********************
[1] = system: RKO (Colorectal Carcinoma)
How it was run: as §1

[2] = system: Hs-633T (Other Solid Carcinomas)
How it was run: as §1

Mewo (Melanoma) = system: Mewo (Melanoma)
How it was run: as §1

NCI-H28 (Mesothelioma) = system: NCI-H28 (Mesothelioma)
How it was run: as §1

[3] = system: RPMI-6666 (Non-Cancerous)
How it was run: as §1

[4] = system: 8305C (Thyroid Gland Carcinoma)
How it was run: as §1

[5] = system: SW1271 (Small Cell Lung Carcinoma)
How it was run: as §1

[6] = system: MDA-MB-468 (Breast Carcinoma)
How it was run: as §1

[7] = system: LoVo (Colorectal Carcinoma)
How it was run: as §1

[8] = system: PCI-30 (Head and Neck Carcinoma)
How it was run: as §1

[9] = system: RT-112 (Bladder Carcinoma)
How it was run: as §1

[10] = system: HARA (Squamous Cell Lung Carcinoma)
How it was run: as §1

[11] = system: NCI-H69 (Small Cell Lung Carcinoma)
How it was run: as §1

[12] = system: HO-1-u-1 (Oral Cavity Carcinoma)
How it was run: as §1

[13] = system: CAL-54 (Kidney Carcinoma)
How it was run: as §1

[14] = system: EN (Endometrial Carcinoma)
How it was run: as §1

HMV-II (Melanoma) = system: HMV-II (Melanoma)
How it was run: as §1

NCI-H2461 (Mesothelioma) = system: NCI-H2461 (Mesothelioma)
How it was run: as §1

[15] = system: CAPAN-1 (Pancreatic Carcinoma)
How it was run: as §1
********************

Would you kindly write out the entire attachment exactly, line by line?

[1] = system: RKO (Colorectal Carcinoma)
How it was run: as §1

[2] = system: Hs-633T (Other Solid Carcinomas)
How it was run: as §1

Mewo (Melanoma) = system: Mewo (Melanoma)
How it was run: as §1

NCI-H28 (Mesothelioma) = system: NCI-H28 (Mesothelioma)
How it was run: as §1

[3] = system: RPMI-6666 (Non-Cancerous)
How it was run: as §1

[4] = system: 8305C (Thyroid Gland Carcinoma)
How it was run: as §1

[5] = system: SW1271 (Small Cell Lung Carcinoma)
How it was run: as §1

[6] = system: MDA-MB-468 (Breast Carcinoma)
How it was run: as §1

[7] = system: LoVo (Colorectal Carcinoma)
How it was run: as §1

[8] = system: PCI-30 (Head and Neck Carcinoma)
How it was run: as §1

[9] = system: RT-112 (Bladder Carcinoma)
How it was run: as §1

[10] = system: HARA (Squamous Cell Lung Carcinoma)
How it was run: as §1

[11] = system: NCI-H69 (Small Cell Lung Carcinoma)
How it was run: as §1

[12] = system: HO-1-u-1 (Oral Cavity Carcinoma)
How it was run: as §1

[13] = system: CAL-54 (Kidney Carcinoma)
How it was run: as §1

[14] = system: EN (Endometrial Carcinoma)
How it was run: as §1

HMV-II (Melanoma) = system: HMV-II (Melanoma)
How it was run: as §1

NCI-H2461 (Mesothelioma) = system: NCI-H2461 (Mesothelioma)
How it was run: as §1

[15] = system: CAPAN-1 (Pancreatic Carcinoma)
How it was run: as §1